Police have today arrested eight people on drug-related charges after a number of search warrants were carried out in Rotorua, Tauranga and Paeroa.
The search warrants followed a two-month investigation by Police’s National Organised Crime Group (NOCG) into a significant drug-dealing network operating in the Bay of Plenty and Waikato regions.
“This investigation initially arose out of enquiries into the burglary of a commercial property in Tauranga in November 2019, where a large amount of iodine was stolen,” says Detective Senior Sergeant Brett Shields.
“Iodine is a ‘material’ used in the manufacture of methamphetamine. As our investigation unfolded we identified an extensive network involved in the importation of methamphetamine, GBL, MDMA, and pre-cursors used in the manufacturing of methamphetamine.”
The investigation was headed up by NOCG’s National Clandestine Laboratory Response Team and supported by local staff, and uncovered a significant drug dealing network centred in the Bay of Plenty and extending into the Waikato region.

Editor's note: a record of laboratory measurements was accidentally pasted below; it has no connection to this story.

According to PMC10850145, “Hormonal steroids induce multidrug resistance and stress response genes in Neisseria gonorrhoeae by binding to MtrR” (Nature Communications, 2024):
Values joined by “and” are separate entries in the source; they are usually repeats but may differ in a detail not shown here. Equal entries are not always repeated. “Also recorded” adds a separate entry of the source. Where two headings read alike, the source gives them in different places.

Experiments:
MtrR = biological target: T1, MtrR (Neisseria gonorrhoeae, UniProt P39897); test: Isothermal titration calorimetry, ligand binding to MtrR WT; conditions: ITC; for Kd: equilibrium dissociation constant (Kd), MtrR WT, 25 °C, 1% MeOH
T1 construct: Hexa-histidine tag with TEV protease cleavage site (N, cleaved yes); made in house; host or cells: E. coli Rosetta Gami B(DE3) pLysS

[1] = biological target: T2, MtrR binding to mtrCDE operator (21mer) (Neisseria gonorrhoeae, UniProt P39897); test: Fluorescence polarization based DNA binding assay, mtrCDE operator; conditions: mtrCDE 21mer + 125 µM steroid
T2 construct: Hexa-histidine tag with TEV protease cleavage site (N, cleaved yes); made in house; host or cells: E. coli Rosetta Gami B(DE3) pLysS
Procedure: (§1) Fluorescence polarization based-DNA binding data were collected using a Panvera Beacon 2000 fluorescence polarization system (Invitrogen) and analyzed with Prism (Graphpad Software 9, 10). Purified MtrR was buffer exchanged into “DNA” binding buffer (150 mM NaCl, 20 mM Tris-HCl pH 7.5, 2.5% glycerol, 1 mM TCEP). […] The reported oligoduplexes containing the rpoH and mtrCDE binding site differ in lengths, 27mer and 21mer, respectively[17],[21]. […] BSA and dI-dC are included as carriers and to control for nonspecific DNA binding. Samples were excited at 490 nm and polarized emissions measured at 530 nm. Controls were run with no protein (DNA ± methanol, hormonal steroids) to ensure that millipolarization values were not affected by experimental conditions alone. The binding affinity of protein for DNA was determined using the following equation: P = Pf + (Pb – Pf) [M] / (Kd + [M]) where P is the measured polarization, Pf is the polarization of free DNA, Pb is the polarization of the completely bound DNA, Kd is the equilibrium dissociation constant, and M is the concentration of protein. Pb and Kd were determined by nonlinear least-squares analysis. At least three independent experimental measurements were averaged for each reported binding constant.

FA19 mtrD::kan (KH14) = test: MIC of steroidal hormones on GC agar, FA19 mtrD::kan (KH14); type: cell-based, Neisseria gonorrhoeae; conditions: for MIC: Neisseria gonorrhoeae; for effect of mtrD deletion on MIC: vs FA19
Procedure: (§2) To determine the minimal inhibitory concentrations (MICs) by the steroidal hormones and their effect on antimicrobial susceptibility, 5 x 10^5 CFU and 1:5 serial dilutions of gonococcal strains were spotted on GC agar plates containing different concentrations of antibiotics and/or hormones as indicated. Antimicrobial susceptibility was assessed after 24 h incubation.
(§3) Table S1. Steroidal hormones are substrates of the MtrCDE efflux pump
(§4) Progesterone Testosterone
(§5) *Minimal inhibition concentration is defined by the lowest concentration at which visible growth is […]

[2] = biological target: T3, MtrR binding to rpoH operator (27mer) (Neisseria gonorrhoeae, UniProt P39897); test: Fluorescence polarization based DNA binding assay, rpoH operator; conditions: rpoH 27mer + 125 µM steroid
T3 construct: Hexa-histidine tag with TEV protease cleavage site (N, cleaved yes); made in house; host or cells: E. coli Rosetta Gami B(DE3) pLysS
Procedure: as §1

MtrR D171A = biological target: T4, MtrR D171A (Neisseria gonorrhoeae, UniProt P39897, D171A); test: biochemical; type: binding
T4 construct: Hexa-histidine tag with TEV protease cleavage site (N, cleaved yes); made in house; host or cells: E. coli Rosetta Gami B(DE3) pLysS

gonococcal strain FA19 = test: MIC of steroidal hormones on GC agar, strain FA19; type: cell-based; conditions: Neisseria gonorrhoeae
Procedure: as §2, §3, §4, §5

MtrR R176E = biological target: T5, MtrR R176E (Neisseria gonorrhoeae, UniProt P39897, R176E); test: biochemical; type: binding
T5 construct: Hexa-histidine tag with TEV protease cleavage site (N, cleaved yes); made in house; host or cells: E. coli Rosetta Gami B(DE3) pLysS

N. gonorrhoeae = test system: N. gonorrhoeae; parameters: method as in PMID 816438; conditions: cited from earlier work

Six women and two men, aged from 28 to 55 years, were arrested today.
They face a total of 42 charges including importing methamphetamine, GBL and MDMA, and possession and distribution of these drugs.
Those arrested will appear in Whakatāne, Hamilton and Rotorua District Courts in the coming days.
Police today also seized a quantity of methamphetamine and MDMA, as well as LSD, cannabis, cash, Bitcoin, a ute (pictured), and a number of electronic items used in coordinating drug importation and distribution.
“These illicit drugs cause a significant amount of harm in communities across New Zealand,” says Detective Senior Sergeant Shields.
“They destroy the lives of users, as well as hurting users’ families and loved ones.”
“Police is committed to targeting and dismantling the operations of those who seek to profit from this harm, and we’re confident today’s operation will result in a major disruption to the supply of methamphetamine and other illicit drugs in the Bay of Plenty and Waikato regions.”
We encourage anyone affected by drug addiction to seek help through the Alcohol and Drug Helpline on 0800 787 797, or free text 868.
Anyone with information about drug offending in their communities is urged to contact Police. Information can also be provided anonymously via Crimestoppers on 0800 555 111.